Why are all female protagonists in Romance novels the same?
Ok, so that’s an overly generalised statement but you have to admit that you begin to notice a lot of shocking similarities when you’ve read enough of them. I’ve mentioned this in a few of my reviews now and began to feel a separate post coming on.
The most frequent stereotypes I find incredibly annoying:
A bored, relatively innocent woman but not necessarily a virgin, needs sexual awakening by a man who, by all written accounts, is much more interesting than her.
A relatively boring woman needs a man’s love to give her a story. Obtaining his love is therefore the defining moment in her life. He defines her.
I find that in these stories the male leads are given so much more depth. For me, a prime example of this (although Hannah will kill me for saying it) is Sherrilyn Kenyon’s Dark Hunter series. I’ll put my hands up now and admit that I haven’t read every single book in this series but thanks to Hannah, I’ve read my fair share. And the reason I keep returning to them has absolutely nothing to do with the female characters. It’s the men. After all they have great histories, an interesting mythology, exciting/dangerous jobs and are extremely good looking. While their female counterparts are just a bit meh in comparison. With the exception of Artemis and Simi, (but I mean come on, over 20 books and there only 2 women of any real interest?!) they usually fit into the basic models I have summarised above.
Don’t get me wrong, it’s not just her. Some of the most popular books of today are predicated on this brand of basic female characterisation. E .L. James’ 50 Shades series being at the top of its game. This has led me to believe that women are more often than not, used as simple plot devices in which the reader can then encounter the real star of the show, men.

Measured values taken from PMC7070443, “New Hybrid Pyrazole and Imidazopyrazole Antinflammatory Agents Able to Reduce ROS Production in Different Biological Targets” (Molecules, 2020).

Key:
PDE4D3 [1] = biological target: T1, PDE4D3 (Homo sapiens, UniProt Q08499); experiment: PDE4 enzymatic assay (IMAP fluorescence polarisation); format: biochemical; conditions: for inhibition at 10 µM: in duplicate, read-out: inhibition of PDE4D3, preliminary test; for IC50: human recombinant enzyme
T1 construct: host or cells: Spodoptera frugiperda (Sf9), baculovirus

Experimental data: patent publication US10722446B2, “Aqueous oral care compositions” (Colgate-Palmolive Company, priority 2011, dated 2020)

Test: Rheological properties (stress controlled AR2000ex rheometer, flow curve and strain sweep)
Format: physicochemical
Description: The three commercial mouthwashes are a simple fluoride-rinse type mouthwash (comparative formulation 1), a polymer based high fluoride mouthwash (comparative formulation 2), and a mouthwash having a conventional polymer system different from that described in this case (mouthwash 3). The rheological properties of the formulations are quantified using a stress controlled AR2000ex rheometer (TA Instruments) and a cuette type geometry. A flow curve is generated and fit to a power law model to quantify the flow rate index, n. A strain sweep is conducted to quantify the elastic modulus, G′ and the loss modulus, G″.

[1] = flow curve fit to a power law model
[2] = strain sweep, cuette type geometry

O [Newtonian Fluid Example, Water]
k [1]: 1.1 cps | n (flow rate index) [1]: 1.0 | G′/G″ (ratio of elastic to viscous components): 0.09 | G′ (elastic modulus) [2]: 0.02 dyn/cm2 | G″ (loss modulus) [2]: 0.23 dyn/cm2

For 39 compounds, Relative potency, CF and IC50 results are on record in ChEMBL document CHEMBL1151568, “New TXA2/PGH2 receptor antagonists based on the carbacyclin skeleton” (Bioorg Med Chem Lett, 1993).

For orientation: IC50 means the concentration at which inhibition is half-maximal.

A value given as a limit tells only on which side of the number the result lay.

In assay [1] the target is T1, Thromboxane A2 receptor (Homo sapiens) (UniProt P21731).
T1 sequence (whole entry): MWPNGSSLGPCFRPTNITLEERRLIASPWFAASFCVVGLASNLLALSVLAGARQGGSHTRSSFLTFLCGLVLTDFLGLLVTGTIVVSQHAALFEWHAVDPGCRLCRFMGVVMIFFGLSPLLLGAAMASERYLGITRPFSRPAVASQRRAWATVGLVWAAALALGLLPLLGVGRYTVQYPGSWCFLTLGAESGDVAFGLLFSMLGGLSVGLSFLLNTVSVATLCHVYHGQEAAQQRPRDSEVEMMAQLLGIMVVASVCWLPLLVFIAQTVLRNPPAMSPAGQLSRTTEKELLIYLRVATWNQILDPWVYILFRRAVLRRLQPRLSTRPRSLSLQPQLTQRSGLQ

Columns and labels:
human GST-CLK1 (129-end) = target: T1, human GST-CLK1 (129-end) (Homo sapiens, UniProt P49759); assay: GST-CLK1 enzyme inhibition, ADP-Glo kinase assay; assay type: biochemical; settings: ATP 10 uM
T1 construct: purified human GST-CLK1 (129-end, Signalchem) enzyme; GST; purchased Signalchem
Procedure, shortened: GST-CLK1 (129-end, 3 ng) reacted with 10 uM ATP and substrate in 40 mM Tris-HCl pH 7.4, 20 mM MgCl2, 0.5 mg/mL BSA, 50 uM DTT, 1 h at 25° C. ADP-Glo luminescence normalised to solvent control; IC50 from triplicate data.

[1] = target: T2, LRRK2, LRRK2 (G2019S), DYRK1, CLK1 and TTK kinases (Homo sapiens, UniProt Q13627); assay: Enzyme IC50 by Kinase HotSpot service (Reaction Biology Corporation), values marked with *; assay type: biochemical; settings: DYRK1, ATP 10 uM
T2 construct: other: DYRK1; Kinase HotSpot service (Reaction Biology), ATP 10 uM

Many Romance novelists claim that this is to allow the reader to become the female character. Some of you might remember when Stephanie Meyer argued that her characterisation of Bella enabled readers to identify with her, “There’s plenty of people who look like the girl next door,” after all. Therefore the ongoing justification seems to be, if “she” remains anonymous we can easily step into her shoes. She becomes the vessel in which we can immerse ourselves within the story.
But I call bullshit!
I didn’t have this problem with The Hunger Games and Katniss kicked so much ass.
That’s not to say I didn’t enjoy these books, my shelves are littered with them. I just wish more time was taken over the characterisation of women. I want more. I want strong, independent women. Emotional wrecks with mysterious pasts. Ambitiously driven women who conquer the boardroom. Badass heroines that save the world. Stay at home mothers who make the best apple pie in seven counties. Real women, with real problems. I don’t want the love they find to define them, but to be just another awesome chapter in the epic story of their lives. And if they just so happen to have great sex along the way then that’s just dandy! More power to you.